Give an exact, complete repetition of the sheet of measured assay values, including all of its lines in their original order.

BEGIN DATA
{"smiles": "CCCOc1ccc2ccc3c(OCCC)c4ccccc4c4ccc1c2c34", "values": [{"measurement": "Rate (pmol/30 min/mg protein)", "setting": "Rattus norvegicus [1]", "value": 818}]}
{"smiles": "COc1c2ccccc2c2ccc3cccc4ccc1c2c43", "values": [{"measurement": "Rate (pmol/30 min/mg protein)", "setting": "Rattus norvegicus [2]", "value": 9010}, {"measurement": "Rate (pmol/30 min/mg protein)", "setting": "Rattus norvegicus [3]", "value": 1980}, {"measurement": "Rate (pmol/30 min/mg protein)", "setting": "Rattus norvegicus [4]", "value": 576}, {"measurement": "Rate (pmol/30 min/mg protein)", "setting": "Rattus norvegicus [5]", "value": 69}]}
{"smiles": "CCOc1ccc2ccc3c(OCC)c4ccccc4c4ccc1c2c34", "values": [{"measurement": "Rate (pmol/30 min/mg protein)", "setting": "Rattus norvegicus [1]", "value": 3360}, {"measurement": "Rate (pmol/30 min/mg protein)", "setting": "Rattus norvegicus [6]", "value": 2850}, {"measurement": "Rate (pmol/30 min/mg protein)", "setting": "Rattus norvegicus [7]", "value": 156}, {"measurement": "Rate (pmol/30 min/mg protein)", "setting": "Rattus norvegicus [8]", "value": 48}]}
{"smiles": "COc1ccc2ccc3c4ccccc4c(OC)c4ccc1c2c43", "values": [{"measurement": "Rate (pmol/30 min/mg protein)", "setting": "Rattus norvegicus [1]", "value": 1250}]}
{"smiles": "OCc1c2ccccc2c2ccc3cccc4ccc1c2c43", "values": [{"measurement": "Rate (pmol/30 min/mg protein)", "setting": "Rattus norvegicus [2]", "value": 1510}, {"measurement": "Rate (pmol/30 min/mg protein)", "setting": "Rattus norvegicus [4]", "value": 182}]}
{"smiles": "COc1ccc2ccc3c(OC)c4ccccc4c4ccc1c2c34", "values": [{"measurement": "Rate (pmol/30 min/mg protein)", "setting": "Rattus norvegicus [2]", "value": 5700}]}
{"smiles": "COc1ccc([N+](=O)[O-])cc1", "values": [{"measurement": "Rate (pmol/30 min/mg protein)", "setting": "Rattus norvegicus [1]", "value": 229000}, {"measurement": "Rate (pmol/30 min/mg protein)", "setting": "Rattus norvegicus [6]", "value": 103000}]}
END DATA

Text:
{"smiles": "CCCOc1ccc2ccc3c(OCCC)c4ccccc4c4ccc1c2c34", "values": [{"measurement": "Rate (pmol/30 min/mg protein)", "setting": "Rattus norvegicus [1]", "value": 818}]}
{"smiles": "COc1c2ccccc2c2ccc3cccc4ccc1c2c43", "values": [{"measurement": "Rate (pmol/30 min/mg protein)", "setting": "Rattus norvegicus [2]", "value": 9010}, {"measurement": "Rate (pmol/30 min/mg protein)", "setting": "Rattus norvegicus [3]", "value": 1980}, {"measurement": "Rate (pmol/30 min/mg protein)", "setting": "Rattus norvegicus [4]", "value": 576}, {"measurement": "Rate (pmol/30 min/mg protein)", "setting": "Rattus norvegicus [5]", "value": 69}]}
{"smiles": "CCOc1ccc2ccc3c(OCC)c4ccccc4c4ccc1c2c34", "values": [{"measurement": "Rate (pmol/30 min/mg protein)", "setting": "Rattus norvegicus [1]", "value": 3360}, {"measurement": "Rate (pmol/30 min/mg protein)", "setting": "Rattus norvegicus [6]", "value": 2850}, {"measurement": "Rate (pmol/30 min/mg protein)", "setting": "Rattus norvegicus [7]", "value": 156}, {"measurement": "Rate (pmol/30 min/mg protein)", "setting": "Rattus norvegicus [8]", "value": 48}]}
{"smiles": "COc1ccc2ccc3c4ccccc4c(OC)c4ccc1c2c43", "values": [{"measurement": "Rate (pmol/30 min/mg protein)", "setting": "Rattus norvegicus [1]", "value": 1250}]}
{"smiles": "OCc1c2ccccc2c2ccc3cccc4ccc1c2c43", "values": [{"measurement": "Rate (pmol/30 min/mg protein)", "setting": "Rattus norvegicus [2]", "value": 1510}, {"measurement": "Rate (pmol/30 min/mg protein)", "setting": "Rattus norvegicus [4]", "value": 182}]}
{"smiles": "COc1ccc2ccc3c(OC)c4ccccc4c4ccc1c2c34", "values": [{"measurement": "Rate (pmol/30 min/mg protein)", "setting": "Rattus norvegicus [2]", "value": 5700}]}
{"smiles": "COc1ccc([N+](=O)[O-])cc1", "values": [{"measurement": "Rate (pmol/30 min/mg protein)", "setting": "Rattus norvegicus [1]", "value": 229000}, {"measurement": "Rate (pmol/30 min/mg protein)", "setting": "Rattus norvegicus [6]", "value": 103000}]}